Mick Styne is the Elections and Local Land Charges Manager at Derby City Council.
What is your job and what does it involve?
My job is Elections and Local Land Charges Manager. They are two very different functions. In my elections role I am responsible for managing the team that gets people registered during the year, and I also develop plans to deliver elections in each of the 17 wards of the city. This could be general, local, Parliamentary or Neighbourhood Planning, Business Improvement Districts, Police and Crime Commissioner elections and referendums such as the 2016 Brexit vote.
In my Local Land Charges Role me and my team liaise with solicitors and conveyancer’s and answer questions using local authority records, such as a planning or building control application history, information about the highway near to the property, listed buildings, health and housing issues which may affect the sale.
What does a typical day involve?
A typical day involves planning with the team what the priorities are for the day for each team for the week ahead, making sure that everyone that is eligible to vote can be registered such as overseas, anonymous electors, service voters especially where changes to addresses take place.
We deal with enquiries and process registration applications, requests for postal or proxy votes and changes of name on the register.
We meet to plan projects such as the forthcoming polling place review, where we will be looking at the suitability of current polling stations for future use.
We also review the list of properties and carry out an annual canvass where we send a letter to each property asking the householder to confirm who lives at and is eligible to vote from the property. Many people don’t tell us when they move so we do work to engage with those potential electors.
We are constantly reviewing technology to see if it can help us work smarter; recent developments have been the emailing of letters rather than posting out applications to save money. We use tablet technology to gather information for our annual electoral canvass rather than printing and posting paper forms.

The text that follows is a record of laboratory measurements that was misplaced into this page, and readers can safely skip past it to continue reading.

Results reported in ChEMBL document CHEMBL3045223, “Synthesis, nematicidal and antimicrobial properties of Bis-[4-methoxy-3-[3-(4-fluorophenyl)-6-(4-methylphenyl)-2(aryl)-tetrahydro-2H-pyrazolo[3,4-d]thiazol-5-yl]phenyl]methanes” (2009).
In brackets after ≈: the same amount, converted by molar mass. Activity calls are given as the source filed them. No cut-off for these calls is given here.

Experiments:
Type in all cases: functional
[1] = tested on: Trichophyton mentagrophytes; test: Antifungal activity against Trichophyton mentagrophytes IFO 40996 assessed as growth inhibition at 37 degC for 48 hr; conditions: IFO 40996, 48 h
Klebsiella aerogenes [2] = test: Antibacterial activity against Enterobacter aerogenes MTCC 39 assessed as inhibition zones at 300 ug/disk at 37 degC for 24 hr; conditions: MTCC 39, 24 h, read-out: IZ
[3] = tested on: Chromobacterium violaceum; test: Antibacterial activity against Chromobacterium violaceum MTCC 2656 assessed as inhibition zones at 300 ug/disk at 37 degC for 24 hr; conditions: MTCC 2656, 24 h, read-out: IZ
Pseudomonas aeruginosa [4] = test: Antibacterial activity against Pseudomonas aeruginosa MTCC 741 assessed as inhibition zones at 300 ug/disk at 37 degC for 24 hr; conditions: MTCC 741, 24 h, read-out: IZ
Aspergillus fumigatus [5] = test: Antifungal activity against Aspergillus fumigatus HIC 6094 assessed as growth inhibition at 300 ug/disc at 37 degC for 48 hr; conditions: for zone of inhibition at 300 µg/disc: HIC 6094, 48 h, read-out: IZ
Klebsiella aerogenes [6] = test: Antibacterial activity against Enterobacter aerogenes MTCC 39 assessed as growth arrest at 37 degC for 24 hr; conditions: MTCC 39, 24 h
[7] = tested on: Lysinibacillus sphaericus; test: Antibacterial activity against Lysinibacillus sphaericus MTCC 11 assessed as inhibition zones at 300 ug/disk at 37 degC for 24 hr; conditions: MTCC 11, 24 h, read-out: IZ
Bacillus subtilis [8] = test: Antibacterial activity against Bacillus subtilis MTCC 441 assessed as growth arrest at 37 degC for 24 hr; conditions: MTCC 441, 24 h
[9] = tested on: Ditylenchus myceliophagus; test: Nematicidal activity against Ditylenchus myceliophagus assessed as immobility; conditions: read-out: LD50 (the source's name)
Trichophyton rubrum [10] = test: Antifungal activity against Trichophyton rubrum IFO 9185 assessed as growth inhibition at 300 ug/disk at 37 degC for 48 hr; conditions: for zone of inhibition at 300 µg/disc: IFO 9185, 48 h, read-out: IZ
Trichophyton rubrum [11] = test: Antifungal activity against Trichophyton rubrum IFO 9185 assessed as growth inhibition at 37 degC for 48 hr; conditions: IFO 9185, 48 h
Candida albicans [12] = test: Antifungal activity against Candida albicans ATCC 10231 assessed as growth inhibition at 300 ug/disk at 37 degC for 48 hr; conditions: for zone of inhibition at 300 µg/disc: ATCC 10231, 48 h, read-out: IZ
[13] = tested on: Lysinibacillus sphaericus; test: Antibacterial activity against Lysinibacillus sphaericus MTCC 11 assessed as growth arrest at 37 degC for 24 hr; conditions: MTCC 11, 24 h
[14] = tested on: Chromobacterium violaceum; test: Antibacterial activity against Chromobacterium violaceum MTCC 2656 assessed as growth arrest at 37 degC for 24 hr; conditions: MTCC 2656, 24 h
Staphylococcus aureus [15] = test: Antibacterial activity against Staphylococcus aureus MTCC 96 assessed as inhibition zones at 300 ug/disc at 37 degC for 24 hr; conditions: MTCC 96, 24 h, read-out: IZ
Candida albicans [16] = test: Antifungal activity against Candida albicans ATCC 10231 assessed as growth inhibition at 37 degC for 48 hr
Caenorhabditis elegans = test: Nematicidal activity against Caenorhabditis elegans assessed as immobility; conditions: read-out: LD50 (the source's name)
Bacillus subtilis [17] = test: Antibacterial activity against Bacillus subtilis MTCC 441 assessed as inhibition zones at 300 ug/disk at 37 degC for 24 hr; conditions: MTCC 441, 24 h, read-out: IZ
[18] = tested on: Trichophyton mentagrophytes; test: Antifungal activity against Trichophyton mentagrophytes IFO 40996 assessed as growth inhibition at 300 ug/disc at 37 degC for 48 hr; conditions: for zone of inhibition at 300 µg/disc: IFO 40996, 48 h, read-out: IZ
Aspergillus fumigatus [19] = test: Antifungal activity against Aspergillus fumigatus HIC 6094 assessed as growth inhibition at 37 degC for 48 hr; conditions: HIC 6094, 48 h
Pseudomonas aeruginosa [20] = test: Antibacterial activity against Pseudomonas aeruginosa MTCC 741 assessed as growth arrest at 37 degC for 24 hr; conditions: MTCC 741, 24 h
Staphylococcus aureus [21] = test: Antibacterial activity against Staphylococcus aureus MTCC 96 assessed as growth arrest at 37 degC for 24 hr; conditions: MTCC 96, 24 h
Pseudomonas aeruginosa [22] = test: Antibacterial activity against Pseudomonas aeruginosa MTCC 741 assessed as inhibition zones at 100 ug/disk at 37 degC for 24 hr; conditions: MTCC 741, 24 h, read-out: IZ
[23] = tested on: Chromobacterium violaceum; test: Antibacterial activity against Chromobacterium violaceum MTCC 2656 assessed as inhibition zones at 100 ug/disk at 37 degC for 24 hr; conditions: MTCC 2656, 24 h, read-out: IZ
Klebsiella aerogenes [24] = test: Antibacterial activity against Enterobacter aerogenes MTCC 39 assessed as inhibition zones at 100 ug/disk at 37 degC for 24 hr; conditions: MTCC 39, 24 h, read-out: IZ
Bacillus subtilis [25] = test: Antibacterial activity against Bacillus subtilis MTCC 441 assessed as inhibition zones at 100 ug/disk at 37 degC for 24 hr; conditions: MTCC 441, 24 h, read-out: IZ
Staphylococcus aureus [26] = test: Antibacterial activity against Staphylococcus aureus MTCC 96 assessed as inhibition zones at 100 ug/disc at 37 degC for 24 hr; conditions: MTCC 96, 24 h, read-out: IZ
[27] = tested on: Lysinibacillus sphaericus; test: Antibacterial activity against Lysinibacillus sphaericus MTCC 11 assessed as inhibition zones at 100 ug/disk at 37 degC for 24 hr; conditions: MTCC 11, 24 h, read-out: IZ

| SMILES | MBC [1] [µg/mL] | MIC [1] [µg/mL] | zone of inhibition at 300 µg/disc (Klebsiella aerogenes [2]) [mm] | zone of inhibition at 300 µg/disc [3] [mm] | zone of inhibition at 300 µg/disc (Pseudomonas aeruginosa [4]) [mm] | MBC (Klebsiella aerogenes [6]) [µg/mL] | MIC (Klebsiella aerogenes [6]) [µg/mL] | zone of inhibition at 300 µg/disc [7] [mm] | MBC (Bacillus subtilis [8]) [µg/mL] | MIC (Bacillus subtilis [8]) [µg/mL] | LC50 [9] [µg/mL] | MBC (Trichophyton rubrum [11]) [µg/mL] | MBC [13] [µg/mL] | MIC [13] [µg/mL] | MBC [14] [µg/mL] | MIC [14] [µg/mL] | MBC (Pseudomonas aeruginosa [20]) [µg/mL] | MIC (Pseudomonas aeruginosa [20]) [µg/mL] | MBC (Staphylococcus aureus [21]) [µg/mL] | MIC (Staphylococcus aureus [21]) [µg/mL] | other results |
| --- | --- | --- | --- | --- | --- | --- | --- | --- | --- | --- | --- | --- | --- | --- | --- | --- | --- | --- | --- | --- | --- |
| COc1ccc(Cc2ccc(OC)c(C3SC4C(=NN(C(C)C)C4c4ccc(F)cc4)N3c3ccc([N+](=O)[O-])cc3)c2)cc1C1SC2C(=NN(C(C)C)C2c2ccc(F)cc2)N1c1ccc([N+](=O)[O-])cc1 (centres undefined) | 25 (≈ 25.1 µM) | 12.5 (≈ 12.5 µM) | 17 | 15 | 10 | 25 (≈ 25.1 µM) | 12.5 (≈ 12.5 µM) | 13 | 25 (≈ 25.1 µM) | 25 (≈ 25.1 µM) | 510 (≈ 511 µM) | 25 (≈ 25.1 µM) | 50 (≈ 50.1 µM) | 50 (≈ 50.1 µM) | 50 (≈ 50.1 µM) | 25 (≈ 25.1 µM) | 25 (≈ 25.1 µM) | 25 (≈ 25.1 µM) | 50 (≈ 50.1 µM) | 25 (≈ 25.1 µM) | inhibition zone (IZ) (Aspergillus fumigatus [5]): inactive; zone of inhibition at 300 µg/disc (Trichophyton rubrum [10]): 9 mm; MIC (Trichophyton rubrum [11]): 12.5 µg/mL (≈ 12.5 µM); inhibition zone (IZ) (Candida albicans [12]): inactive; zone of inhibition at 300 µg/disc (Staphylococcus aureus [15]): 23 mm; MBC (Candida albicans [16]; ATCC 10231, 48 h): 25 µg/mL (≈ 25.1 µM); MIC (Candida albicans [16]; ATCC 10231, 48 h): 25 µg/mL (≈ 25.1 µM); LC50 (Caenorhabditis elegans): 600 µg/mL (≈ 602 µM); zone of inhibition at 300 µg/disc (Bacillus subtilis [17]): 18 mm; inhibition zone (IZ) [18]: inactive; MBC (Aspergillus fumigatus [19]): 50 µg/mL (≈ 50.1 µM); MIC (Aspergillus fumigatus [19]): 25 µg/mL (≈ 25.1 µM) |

We review data sets held by the Council to keep the register of electors as accurate as possible. There are many and varied customer enquiries.
There are lots of customer enquiries by telephone in both elections and Land Charges teams and we do see some customers face-to-face too.
How did you end up in your current role?
I started in the role of Elections and Land Charges Manager in 2007 after working in a different area of the Council managing teams providing financial and administrative support. I had, prior to getting this job, worked several times at a polling station and had worked as the person in charge there in local and national elections. My background in administration helped, but elections is a more customer orientated role and that where I wanted to develop my skills
What is the most rewarding part of your job?
At election or canvass time, helping someone vote that may not be able to get out of the house, and ensuring they can take part in the democratic process; we have had a few electors that are around 100 years old and we get satisfaction of being able to help them retain their independence by providing assistance to cast their vote.
Getting to the end of an election process and seeing the final results is also extremely rewarding. I work with an excellent team and they make my job easier as the team is experienced and has dealt with many types of election in the past.
What challenges do you and your team face?
A big challenge is reducing funding, but as I mentioned, changes in technology means we can streamline our processes, and are constantly reviewing our service to ensure we’re delivering value for money.
What motivates you?
A different challenge comes up each day, sometimes it isn’t always straightforward to resolve, but when you do resolve it, it is really rewarding.
How do you spend your free time outside of work?
I like to spend time with my family. I have two grandchildren which keep me busy! I like to go to the gym and also do some occasional running.
Make sure you know how to have your say in May!
Voters are being reminded to make sure they are ready to take part in the local elections on Thursday 3rd May.
Your poll card will tell you the location of your polling station, and you will find more information on how to take part on the Your Vote Matters website.
If you are registered, you do not need your poll card to vote, however, it is encouraged that voters bring it with them to make the process quicker and more efficient.
Polling stations will be open from 7am to 10pm on Thursday 3rd May. Voters who have opted to vote by post need to make sure their postal ballot pack is returned by 10pm and can hand it in at their polling station if they don’t have time to return it by post.